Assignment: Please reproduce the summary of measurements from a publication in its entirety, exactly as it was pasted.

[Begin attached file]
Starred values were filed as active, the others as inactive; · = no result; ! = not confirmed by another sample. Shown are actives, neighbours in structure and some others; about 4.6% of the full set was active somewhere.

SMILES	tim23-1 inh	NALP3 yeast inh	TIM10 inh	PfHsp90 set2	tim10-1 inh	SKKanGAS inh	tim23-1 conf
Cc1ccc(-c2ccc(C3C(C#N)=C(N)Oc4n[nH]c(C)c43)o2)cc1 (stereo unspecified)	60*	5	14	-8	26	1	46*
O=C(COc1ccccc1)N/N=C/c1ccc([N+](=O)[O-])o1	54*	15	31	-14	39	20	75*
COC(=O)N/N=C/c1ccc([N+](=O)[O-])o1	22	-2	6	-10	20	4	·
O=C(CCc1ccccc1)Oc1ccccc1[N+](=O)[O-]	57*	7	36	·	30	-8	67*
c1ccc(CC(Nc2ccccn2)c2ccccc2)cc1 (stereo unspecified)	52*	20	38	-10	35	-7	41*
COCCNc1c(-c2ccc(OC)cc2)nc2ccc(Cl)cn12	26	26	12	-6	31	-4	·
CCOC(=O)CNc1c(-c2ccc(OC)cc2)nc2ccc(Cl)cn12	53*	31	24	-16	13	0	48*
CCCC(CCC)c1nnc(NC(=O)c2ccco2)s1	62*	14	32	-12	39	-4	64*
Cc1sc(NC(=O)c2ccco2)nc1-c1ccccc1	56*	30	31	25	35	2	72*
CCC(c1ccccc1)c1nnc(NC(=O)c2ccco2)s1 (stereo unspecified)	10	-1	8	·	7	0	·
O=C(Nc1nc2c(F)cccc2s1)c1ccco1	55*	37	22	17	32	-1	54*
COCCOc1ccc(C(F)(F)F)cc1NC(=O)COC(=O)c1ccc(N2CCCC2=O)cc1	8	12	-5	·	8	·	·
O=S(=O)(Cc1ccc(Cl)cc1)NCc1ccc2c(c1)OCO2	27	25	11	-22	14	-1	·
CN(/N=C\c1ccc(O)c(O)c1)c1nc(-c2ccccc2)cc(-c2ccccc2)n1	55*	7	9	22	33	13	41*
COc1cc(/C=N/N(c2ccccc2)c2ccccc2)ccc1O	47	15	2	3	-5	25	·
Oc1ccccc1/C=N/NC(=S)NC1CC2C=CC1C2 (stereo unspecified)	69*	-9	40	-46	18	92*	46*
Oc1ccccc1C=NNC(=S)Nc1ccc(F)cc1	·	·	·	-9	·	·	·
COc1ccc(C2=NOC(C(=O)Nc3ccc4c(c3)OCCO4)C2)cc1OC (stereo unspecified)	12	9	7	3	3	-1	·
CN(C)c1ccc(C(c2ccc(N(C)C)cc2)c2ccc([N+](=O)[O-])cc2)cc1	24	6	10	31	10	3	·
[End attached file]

Starred values were filed as active, the others as inactive; · = no result; ! = not confirmed by another sample. Shown are actives, neighbours in structure and some others; about 4.6% of the full set was active somewhere.

SMILES	tim23-1 inh	NALP3 yeast inh	TIM10 inh	PfHsp90 set2	tim10-1 inh	SKKanGAS inh	tim23-1 conf
Cc1ccc(-c2ccc(C3C(C#N)=C(N)Oc4n[nH]c(C)c43)o2)cc1 (stereo unspecified)	60*	5	14	-8	26	1	46*
O=C(COc1ccccc1)N/N=C/c1ccc([N+](=O)[O-])o1	54*	15	31	-14	39	20	75*
COC(=O)N/N=C/c1ccc([N+](=O)[O-])o1	22	-2	6	-10	20	4	·
O=C(CCc1ccccc1)Oc1ccccc1[N+](=O)[O-]	57*	7	36	·	30	-8	67*
c1ccc(CC(Nc2ccccn2)c2ccccc2)cc1 (stereo unspecified)	52*	20	38	-10	35	-7	41*
COCCNc1c(-c2ccc(OC)cc2)nc2ccc(Cl)cn12	26	26	12	-6	31	-4	·
CCOC(=O)CNc1c(-c2ccc(OC)cc2)nc2ccc(Cl)cn12	53*	31	24	-16	13	0	48*
CCCC(CCC)c1nnc(NC(=O)c2ccco2)s1	62*	14	32	-12	39	-4	64*
Cc1sc(NC(=O)c2ccco2)nc1-c1ccccc1	56*	30	31	25	35	2	72*
CCC(c1ccccc1)c1nnc(NC(=O)c2ccco2)s1 (stereo unspecified)	10	-1	8	·	7	0	·
O=C(Nc1nc2c(F)cccc2s1)c1ccco1	55*	37	22	17	32	-1	54*
COCCOc1ccc(C(F)(F)F)cc1NC(=O)COC(=O)c1ccc(N2CCCC2=O)cc1	8	12	-5	·	8	·	·
O=S(=O)(Cc1ccc(Cl)cc1)NCc1ccc2c(c1)OCO2	27	25	11	-22	14	-1	·
CN(/N=C\c1ccc(O)c(O)c1)c1nc(-c2ccccc2)cc(-c2ccccc2)n1	55*	7	9	22	33	13	41*
COc1cc(/C=N/N(c2ccccc2)c2ccccc2)ccc1O	47	15	2	3	-5	25	·
Oc1ccccc1/C=N/NC(=S)NC1CC2C=CC1C2 (stereo unspecified)	69*	-9	40	-46	18	92*	46*
Oc1ccccc1C=NNC(=S)Nc1ccc(F)cc1	·	·	·	-9	·	·	·
COc1ccc(C2=NOC(C(=O)Nc3ccc4c(c3)OCCO4)C2)cc1OC (stereo unspecified)	12	9	7	3	3	-1	·
CN(C)c1ccc(C(c2ccc(N(C)C)cc2)c2ccc([N+](=O)[O-])cc2)cc1	24	6	10	31	10	3	·